Uncertainty of federal funds has Promise Healthcare facing 10% shortfall

Uncertainty of federal funds has Promise Healthcare facing 10% shortfall

CHAMPAIGN — With the continuation of a major federal funding source for community health centers still uncertain, Champaign-based Promise Healthcare faces a potential loss of 10 percent of the money funding its annual budget.

The parent organization of Frances Nelson Health Center and SmileHealthy dental center in Champaign, Promise Healthcare is among more than 1,400 health center organizations across the United States that care for low-income and uninsured people with the help of the federal Community Health Center program funding.

Initially launched in 2010, the Community Health Center program provides 70 percent of federal grant funding for community health centers such as Promise Healthcare.

Authorization for that program ended with the last fiscal year Sept. 30, but payments to community health providers have continued on a temporary basis while the longer term has remained uncertain.

Community Health Center funding is about 10 percent of Promise Health Center's current budget, so that organization is less dependent on federal money than some others are, according to Promise Healthcare Executive Director Nancy Greenwalt.

"I've worked hard at a diverse funding base," she said. "For many, the federal grant is a larger share of the budget."

Still, if the funding isn't continued, Promise Healthcare stands to take an annual $470,000 hit, Greenwalt said.

That money helps pay for services for which the medical and dental clinics can't bill, for example, medication assistance and helping people in the community who are eligible for Medicaid coverage get enrolled, Greenwalt said.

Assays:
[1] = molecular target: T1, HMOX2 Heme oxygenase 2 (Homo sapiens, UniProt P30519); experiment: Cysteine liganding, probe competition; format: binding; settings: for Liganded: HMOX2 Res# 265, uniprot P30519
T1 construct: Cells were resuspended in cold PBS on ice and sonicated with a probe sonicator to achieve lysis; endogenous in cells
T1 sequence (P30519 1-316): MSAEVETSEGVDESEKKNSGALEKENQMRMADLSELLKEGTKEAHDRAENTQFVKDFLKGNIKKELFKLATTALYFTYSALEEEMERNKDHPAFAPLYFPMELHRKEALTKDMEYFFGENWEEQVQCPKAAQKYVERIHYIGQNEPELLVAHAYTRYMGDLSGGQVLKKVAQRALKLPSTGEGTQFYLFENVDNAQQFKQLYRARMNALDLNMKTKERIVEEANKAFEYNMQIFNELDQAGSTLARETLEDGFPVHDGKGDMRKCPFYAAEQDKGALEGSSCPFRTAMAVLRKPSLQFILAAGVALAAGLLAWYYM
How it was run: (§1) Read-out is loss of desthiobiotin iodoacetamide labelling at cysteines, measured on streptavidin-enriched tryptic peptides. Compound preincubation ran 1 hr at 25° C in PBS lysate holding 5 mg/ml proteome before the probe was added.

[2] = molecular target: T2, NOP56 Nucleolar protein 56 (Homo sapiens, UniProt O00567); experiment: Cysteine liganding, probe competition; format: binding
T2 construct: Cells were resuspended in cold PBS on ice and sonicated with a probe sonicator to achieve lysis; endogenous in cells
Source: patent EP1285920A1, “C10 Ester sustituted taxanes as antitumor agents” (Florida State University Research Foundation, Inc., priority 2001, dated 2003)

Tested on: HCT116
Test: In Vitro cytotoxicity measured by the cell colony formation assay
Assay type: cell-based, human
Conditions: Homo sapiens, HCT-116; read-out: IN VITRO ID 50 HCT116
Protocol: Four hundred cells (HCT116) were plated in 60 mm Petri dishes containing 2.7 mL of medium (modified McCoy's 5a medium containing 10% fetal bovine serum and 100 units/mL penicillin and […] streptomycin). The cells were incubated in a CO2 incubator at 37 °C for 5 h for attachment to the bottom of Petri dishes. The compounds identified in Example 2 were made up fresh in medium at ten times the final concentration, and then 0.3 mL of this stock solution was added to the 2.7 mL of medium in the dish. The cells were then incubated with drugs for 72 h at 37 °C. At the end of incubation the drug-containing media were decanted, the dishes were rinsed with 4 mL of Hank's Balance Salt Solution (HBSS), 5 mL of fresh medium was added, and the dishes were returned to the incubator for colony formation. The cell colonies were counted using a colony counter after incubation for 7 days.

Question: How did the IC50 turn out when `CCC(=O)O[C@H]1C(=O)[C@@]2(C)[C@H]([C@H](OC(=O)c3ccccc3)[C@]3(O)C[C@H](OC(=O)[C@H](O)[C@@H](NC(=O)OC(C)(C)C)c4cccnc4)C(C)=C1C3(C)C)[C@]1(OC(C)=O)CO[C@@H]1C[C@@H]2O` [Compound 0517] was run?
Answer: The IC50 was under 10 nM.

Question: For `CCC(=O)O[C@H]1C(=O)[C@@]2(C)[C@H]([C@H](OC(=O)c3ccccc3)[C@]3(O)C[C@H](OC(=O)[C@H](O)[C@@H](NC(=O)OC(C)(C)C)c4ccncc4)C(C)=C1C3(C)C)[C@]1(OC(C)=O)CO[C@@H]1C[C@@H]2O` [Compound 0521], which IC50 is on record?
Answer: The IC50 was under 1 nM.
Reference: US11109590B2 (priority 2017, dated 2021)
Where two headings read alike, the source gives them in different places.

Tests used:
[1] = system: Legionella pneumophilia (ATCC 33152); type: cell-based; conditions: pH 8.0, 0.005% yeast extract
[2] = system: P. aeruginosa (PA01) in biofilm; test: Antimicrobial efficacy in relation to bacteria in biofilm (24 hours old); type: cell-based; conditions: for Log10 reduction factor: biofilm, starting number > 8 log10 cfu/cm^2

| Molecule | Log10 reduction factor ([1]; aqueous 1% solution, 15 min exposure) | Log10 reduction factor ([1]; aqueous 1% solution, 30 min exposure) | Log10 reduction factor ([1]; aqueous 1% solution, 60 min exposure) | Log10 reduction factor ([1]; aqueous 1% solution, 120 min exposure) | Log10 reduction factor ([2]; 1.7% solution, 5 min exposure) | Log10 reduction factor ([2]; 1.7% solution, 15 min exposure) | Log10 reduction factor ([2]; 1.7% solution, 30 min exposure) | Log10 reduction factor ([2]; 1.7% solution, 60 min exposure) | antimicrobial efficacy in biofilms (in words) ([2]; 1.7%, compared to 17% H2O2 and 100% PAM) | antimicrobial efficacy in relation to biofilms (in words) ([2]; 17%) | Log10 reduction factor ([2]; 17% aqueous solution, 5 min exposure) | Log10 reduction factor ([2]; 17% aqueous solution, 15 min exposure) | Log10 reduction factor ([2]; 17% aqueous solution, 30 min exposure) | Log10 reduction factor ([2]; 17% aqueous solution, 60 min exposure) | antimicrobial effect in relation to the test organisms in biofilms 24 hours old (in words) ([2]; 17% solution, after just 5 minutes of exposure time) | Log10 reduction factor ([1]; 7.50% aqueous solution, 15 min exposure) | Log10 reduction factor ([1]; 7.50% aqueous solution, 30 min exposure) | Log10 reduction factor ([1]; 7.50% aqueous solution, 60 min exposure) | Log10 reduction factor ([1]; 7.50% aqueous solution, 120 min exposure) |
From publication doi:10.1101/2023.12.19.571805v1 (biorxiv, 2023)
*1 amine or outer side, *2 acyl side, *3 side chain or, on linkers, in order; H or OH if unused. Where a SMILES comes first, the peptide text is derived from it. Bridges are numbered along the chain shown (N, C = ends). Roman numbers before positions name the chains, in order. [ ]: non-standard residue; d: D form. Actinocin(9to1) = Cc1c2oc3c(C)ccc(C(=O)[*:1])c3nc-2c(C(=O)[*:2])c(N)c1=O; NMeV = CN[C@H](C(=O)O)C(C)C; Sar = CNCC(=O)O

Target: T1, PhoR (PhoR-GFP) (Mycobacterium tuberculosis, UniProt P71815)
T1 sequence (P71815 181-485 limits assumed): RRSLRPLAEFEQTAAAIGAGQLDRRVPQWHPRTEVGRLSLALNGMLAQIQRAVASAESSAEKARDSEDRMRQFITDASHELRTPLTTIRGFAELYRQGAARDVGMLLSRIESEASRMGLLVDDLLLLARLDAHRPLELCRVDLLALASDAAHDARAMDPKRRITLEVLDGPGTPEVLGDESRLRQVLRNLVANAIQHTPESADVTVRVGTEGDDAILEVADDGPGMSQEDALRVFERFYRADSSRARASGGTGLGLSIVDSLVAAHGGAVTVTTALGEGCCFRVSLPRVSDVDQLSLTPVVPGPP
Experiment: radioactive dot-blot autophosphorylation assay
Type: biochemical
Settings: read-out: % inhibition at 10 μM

This federal money could also help Promise Healthcare handle an expansion — both in building size and providers — its leaders hope to eventually take on for the dental center, she said.

With demand continuing to be high among people who can't afford private-practice dentists, the SmileHealthy dental center has been able to offer appointments only to Promise Healthcare's existing patients and people suffering dental emergencies such as pain and swelling.

Greenwalt said she's optimistic about the Community Health Center funding being continued.

"It's not that it's a political issue. I think it's getting caught up in the budgeting process," she said.

Promise Healthcare offers sliding scale discounts on its medical and dental services to patients at or below 200 percent of the federal poverty level. Some patients pay as little as $10 for a visit.

Overall, Community Health Center program grants are overall the second-largest source of revenue behind Medicaid for health centers, according to the Kaiser Family Foundation.

The program funding would be continued for two years under the temporary spending bill set for a vote in the house later Tuesday.